In some cases, individuals may also have a faster than normal heartbeat, they may feel weak, or they could experience muscle aches that can be quite painful. Most of the time, these symptoms will go away on their own as you consume fluids and rest, but consistent and heavy drinking may lead to more severe hangovers.
Anxiety the Day After Drinking
Anxiety can occur at any time during our lives, but many individuals find that their anxiety peaks or appears after a night out drinking. This feeling is because alcohol may initially seem like an excellent way to relax, but the substance can bond with receptors in your brain to give you a false sense of relaxation.
When the alcohol wears off individuals may find that their feelings of anxiety are worse than before they drank, which is called the rebound effect. Part of managing anxiety is maintaining some kind of control over your cycle of anxiety and consuming alcohol may seem like a good idea at first, but ultimately has consequences that can significantly disrupt how you feel the day after.
The effect of your anxiety levels going up and down as you drink, and alcohol leaves your system, can have an impact on other parts of your health as well. The anxiety levels you feel can disrupt your sleep cycle, cause sleep deprivation, and even cause you to lose control over your feelings of anxiety.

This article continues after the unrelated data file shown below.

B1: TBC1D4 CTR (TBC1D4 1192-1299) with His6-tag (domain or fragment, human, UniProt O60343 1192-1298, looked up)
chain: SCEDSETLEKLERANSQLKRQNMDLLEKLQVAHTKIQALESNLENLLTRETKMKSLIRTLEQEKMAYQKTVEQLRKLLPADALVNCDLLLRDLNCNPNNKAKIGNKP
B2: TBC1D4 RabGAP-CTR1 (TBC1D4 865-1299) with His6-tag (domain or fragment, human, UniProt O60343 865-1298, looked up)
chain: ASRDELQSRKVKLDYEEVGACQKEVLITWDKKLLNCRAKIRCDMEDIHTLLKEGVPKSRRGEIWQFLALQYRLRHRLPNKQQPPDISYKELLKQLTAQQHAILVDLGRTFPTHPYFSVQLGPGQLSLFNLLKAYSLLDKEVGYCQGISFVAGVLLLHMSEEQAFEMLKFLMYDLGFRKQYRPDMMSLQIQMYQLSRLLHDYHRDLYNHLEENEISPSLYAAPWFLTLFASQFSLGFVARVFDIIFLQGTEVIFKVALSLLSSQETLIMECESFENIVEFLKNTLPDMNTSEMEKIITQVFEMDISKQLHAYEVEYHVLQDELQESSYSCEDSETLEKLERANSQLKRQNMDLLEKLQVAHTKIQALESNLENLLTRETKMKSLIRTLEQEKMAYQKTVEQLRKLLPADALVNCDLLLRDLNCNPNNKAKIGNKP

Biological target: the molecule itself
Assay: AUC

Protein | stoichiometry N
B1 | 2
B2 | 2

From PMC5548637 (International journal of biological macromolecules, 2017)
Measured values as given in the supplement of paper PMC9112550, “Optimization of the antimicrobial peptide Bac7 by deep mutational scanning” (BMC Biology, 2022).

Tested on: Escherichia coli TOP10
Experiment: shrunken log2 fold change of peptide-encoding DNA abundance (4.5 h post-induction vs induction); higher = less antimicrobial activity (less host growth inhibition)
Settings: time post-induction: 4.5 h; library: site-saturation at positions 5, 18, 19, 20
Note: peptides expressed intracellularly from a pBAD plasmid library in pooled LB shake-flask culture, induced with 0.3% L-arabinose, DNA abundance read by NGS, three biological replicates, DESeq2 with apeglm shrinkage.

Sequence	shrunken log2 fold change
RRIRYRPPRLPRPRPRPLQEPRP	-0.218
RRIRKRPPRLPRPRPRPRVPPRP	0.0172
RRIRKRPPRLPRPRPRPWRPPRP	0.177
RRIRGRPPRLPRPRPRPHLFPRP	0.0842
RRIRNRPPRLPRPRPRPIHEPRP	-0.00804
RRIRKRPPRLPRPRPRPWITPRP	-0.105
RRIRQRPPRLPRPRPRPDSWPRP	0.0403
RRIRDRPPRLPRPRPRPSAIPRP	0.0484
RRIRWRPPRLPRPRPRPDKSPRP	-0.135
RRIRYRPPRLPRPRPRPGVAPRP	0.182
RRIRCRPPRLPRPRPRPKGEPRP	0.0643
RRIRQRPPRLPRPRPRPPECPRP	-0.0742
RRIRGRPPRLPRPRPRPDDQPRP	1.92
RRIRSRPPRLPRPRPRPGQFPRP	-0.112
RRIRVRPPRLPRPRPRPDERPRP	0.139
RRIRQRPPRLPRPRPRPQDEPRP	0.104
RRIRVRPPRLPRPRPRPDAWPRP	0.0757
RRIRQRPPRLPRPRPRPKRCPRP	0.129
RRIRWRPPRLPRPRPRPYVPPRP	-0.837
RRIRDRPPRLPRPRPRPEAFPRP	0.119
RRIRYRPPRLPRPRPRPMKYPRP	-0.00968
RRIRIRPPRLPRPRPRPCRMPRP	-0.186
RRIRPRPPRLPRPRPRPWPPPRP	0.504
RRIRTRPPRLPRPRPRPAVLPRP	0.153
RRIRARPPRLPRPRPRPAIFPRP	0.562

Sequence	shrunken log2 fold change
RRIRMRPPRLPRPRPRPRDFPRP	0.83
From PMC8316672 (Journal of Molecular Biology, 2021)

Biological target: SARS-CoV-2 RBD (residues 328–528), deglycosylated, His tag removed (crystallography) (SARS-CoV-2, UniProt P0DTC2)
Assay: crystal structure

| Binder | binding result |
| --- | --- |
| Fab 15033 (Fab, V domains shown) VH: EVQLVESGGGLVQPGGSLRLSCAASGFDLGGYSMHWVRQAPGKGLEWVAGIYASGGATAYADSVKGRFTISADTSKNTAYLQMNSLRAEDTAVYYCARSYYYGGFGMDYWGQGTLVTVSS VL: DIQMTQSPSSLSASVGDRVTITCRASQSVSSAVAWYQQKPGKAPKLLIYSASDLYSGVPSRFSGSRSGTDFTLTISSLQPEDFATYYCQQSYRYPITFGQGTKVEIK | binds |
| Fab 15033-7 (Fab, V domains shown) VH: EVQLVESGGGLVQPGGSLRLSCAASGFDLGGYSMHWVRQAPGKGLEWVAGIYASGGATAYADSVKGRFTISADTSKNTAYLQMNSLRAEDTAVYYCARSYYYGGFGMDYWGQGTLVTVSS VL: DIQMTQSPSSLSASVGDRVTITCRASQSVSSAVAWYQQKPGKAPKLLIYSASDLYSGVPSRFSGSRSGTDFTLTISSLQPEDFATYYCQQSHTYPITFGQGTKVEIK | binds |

If you currently live with anxiety or if you are taking medications that react poorly with alcohol, it's in your best interest to avoid drinking without first consulting your healthcare professional.
Who Is More Likely to Experience Anxiety?
If you already experience feelings of anxiety or take medication for your anxiety, then you are much more likely to have increased anxious feelings after drinking. This feeling occurs because alcohol may initially dull your senses and make you feel more at ease, but once the alcohol leaves your system, your body overcompensates.